LOVE: Seems simple right? We don’t express or show love enough. I’m guilty of it – are you? Tell your children, spouse and friends that you love them. Show them by doing little things that cost nothing but a few minutes time; put a note in a lunch box, secretly tape a love note to your spouses steering wheel, do one of their chores, make their favorite dessert, hug them and hug them, actually say the words “I LOVE YOU” and then hug them some more!

I hope you choose to follow at least one or two of our household rules. They don’t cost anything but a moment’s time. It’s these little things that make a house a home, and the world into a more loving, peaceful place to live for us and the future of our children.

Written by Lisa Jones, PLC’s director of human resources and operations.

Family Bonding Time


Children learn how to behave by watching their parents interact with each other and in society. Family bonding time is an excellent way to model behaviors for your children and teaches them how to communicate with family members, friends and society.

In my house, our family bonding time is Sunday dinner followed with a game.  During dinner we go “round robin” style asking questions and talking about each one. “I don’t know” is not an option when we ask questions like:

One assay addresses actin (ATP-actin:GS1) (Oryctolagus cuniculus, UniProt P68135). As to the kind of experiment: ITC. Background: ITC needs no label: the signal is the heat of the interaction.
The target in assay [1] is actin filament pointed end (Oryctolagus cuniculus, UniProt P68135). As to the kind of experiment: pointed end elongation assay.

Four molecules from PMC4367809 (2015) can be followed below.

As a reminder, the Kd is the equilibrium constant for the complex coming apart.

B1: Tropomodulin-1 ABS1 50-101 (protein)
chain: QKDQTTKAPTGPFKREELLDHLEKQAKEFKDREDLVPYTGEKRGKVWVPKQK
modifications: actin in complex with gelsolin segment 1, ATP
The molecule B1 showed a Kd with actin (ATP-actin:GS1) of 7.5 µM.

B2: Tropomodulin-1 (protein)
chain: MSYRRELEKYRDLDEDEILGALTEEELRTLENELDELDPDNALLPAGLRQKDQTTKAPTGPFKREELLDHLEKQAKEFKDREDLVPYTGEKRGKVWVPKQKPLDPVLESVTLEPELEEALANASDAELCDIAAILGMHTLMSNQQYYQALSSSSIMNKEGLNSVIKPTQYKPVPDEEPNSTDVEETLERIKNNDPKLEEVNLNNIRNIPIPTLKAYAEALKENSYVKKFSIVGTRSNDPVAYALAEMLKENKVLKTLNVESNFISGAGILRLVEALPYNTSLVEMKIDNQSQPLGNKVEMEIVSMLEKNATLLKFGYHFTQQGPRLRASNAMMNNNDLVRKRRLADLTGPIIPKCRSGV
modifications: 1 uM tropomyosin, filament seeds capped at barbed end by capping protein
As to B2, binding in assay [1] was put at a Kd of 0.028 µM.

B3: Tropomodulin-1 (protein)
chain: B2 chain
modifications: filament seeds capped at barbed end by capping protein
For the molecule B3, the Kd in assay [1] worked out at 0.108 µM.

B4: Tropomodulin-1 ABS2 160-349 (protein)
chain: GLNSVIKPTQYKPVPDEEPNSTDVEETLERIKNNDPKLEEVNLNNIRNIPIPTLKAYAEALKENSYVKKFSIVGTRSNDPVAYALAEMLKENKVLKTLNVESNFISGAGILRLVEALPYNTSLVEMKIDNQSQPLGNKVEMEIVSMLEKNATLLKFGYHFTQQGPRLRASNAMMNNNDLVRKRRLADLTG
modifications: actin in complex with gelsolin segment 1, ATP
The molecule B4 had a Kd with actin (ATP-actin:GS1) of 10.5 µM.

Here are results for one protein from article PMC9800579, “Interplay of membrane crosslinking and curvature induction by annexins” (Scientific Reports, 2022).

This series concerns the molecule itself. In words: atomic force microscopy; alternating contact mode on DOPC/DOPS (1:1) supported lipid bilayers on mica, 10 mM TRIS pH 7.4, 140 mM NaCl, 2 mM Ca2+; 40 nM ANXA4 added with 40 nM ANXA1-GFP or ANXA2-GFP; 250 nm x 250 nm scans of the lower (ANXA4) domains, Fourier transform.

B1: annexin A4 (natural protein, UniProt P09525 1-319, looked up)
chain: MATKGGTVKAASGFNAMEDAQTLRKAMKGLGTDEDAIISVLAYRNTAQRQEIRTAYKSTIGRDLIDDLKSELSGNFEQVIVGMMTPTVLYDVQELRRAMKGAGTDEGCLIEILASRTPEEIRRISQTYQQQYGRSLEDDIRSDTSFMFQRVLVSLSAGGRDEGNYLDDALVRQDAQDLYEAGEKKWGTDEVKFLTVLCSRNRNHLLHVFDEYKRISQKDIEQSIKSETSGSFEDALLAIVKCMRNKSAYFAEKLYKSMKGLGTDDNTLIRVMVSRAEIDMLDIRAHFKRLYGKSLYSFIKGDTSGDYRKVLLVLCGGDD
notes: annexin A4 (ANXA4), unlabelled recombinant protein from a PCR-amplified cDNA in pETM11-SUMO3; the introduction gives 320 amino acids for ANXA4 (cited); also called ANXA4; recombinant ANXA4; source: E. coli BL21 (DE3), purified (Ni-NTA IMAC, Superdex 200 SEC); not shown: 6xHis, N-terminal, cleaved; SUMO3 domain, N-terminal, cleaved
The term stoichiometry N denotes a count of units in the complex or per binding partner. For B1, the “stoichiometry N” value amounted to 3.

• What was the best thing that happened this week and why?
  • What was the worst thing that happened this week and why?
  • What is something new you’ve learned this week?
  • What did you do to help another person this week?

This really opens up communication for us, allowing us to praise the good things, learn new things and actually “hear” what’s going on in the lives of our family as well as reinforcing the importance of helping others.  We try to keep it light so no one feels frustrated, angry, or closes up and doesn’t share.  As parents, we get to impart life experiences and wisdom by asking guiding questions to help our children make better choices and think about the decisions they make.  Without even realizing it, our parental frustration and worry level goes down because our children open up and communicate with us.  We are bonding, we are learning what’s happening in each others lives, and we’re displaying behaviors that can be used in children’s lives.

Once dinner is over we play a game.  It gets loud with laughter, fun and a little bit of teasing – sometimes our children have friends over to join us.  We’re still bonding, still learning, and, depending on the game, still instilling positive “rules” for today’s society – no cheating, no skipping, no bad language, no bullying, no negativity, no stealing, etc.

By 9 pm our tummies are full and we’ve had a great family bonding night full of information and fun. Then, I look forward to next Sunday night!

Email me at if you’d like to share what you’ve done to bring family bonding time into your household.

Written by Lisa Jones, Director of Human Resources.

11 Foods that Reduce Stress


Real Comfort Food: 11 Foods that Reduce Stress